Tuesday, April 13, 2010

Class of Wine: Have the Lines Blurred?

So with all the vices in the world that people tend to partake in, there is always the, so-called elite society, in which most opinions of this vice dictates a kind of guide line in which the majority tends to adhere to. Wine isn't any different, and I call this the class society of old world versus new world. Although wine has been made throughout the world for thousands of years, such as in original Greek and European lore as a whole, I think the Classes of wine society is BULL...., you pick what follows. Ok maybe 10 years ago, these class designations had truth in its merits but now, there is so much good wine out there for decent prices, I think it's harder for these vineyards, who were putting out decent wines at astronomical prices to survive in the market we are in today. Now, don't get me wrong, I do understand, vineyards, wine-bars and restaurants, needing to make money in the market we are in today, but what I love about what's happening in wine today, is the fact that the juice has to measure up. In the past, in most vintages, the winery just had to base their pricing on the name of their enterprise and place of origin if they were successful in the past. While there are still some who have that clout, many have been forced to either lower their pricing or actually stand behind their product, sales have shown that there is no longer a choice in the matter.

So let's get down to brass tax in the elite society of the wine industry, we have the royalty, France and Italy. And I must confess I love wines from the old country, for the simple fact that from the time of wines being produced in those areas all the way up till the last 10 years, wines have for the most part sat apart from most wines all over the world. I mean there are other places who have very old vines such as, Spain, Chile, Argentina and parts of Australia, but the consistency of great wines coming from these places were at a minimum. Then after 10 years of the places, considered new world wine producers, stepping up their game, from wine making to distribution of brands throughout the world, we have the collapse of the economy. You may ask how does the collapse of the market effect the wine industry, well in my opinion it nullified it. The collapse of the market allowed Chile and many places previously mentioned in this piece, to showcase that their wines not only rival, but in many cases, surpass the "Old World Wines" at a lower price to your wallet. With these changes the category of good wines has more than doubled, and those brand driven wines who may have made great wines in the past, but make only decent to good wines now, have to reconsider their pricing structures.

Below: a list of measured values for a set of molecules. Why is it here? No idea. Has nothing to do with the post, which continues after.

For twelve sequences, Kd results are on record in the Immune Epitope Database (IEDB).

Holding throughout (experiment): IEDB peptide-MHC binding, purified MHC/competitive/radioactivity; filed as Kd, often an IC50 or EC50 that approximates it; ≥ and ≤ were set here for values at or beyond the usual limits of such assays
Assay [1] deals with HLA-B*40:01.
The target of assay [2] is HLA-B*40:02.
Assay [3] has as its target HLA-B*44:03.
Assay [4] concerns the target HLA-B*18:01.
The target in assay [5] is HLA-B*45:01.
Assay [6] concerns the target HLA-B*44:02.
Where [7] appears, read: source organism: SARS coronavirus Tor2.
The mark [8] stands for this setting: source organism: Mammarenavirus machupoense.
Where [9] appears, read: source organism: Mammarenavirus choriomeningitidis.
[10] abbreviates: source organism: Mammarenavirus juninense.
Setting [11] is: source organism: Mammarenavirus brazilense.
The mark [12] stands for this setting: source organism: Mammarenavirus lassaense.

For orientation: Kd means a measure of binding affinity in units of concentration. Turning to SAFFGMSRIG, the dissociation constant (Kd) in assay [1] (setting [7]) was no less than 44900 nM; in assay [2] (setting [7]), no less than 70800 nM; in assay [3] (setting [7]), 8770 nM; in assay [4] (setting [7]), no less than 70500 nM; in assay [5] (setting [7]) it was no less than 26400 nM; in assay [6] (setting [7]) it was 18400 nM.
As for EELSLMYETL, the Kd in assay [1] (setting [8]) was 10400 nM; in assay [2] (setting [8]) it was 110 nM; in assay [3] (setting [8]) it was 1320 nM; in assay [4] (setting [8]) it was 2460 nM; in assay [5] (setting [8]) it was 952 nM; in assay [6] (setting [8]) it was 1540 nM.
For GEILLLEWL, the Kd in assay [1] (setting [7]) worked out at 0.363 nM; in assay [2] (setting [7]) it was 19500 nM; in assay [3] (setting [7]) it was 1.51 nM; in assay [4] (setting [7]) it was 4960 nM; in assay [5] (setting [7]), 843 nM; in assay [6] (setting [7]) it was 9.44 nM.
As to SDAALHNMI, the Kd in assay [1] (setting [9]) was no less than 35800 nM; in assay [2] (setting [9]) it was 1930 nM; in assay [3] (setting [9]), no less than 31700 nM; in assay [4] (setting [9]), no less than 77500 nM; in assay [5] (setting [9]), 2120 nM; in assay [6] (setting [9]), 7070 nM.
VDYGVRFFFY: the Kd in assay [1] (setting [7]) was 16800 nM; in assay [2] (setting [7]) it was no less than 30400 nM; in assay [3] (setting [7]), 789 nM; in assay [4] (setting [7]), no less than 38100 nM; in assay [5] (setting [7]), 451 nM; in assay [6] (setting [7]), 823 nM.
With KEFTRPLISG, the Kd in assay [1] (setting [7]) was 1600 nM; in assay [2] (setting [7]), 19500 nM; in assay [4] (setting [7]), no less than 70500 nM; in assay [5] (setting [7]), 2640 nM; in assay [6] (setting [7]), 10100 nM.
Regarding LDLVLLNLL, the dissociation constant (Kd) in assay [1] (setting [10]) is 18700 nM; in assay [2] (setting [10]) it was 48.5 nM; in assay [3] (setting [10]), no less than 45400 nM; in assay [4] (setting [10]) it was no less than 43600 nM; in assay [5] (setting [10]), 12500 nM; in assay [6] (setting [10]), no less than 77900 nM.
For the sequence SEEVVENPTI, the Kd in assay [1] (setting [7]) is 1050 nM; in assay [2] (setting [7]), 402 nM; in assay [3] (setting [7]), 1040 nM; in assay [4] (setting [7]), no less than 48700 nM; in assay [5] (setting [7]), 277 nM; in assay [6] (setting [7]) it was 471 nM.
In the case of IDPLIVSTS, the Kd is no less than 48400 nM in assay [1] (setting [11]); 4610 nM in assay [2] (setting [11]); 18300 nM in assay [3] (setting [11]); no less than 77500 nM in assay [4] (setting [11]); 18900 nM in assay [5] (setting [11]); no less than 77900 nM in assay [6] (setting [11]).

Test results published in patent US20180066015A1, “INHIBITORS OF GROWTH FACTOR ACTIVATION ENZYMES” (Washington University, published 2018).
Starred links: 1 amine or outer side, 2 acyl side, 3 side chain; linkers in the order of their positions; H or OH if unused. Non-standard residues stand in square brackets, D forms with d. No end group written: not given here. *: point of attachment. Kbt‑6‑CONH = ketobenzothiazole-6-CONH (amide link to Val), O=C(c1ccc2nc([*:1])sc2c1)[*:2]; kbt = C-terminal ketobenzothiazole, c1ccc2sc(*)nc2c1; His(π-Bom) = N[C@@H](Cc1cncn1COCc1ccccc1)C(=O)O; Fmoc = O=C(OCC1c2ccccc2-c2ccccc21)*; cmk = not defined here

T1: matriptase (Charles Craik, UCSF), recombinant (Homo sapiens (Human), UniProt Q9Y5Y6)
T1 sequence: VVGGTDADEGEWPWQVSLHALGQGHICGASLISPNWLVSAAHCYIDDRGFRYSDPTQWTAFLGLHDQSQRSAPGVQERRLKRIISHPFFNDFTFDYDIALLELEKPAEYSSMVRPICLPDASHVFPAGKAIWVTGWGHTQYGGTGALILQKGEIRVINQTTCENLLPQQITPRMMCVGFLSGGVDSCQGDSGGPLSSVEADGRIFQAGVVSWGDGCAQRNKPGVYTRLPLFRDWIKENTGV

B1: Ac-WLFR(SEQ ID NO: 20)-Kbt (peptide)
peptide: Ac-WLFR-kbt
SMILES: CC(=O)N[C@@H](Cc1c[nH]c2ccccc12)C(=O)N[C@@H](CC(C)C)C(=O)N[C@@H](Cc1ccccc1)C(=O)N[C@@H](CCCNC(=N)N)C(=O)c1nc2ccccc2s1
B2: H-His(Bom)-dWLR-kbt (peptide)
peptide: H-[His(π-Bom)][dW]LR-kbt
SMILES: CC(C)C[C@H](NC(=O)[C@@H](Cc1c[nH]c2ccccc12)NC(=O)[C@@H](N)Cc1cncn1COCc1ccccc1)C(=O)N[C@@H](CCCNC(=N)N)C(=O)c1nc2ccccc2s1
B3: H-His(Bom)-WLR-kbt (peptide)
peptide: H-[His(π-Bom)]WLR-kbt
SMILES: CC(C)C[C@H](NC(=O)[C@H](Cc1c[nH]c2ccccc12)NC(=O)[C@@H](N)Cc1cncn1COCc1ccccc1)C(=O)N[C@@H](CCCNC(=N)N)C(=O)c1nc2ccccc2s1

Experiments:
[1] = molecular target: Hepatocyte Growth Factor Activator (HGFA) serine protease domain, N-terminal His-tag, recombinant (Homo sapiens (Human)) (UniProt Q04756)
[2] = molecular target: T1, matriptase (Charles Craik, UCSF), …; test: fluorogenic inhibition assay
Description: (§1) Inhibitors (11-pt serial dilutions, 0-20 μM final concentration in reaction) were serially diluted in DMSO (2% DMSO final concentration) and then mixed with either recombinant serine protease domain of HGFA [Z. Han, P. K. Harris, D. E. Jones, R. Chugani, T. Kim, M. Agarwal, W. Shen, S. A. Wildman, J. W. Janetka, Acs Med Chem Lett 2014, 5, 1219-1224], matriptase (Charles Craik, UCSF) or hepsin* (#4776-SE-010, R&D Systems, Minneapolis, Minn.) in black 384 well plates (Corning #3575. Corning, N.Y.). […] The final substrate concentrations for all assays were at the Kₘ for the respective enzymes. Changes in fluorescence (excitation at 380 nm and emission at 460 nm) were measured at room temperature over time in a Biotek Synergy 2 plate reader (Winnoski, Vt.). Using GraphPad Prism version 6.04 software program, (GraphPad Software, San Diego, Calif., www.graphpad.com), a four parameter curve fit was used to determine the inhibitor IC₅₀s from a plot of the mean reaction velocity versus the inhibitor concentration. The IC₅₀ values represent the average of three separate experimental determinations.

Now, don't get me wrong, I will still fork out cash for a great wine, but now as a consumer, I have a choice of paying more for a wine that is double the price of a bottle outside of the old country branded juice, and is equal in taste, but far less in pricing. Knowledge is the key to picking out good to great wines, some brands are not as strong as they once were, so in essence, the lines of class in the wine industry have, in the past, been based on have become blurred. I suggest you as a consumer, to initially drink wines from all over, not just the so called upper "echelon," then remember the wines and where they come from. When you've found a few wines that tickled your taste buds, do your own research, and if that's too big of a task, or you don't have the time in your busy schedule, continue to read blogs and literature like this, let us show you the way. Sorry for the soap box, just had some stuff on my chest, till next time, enjoy wine, food, pleasant company and life, Salut.

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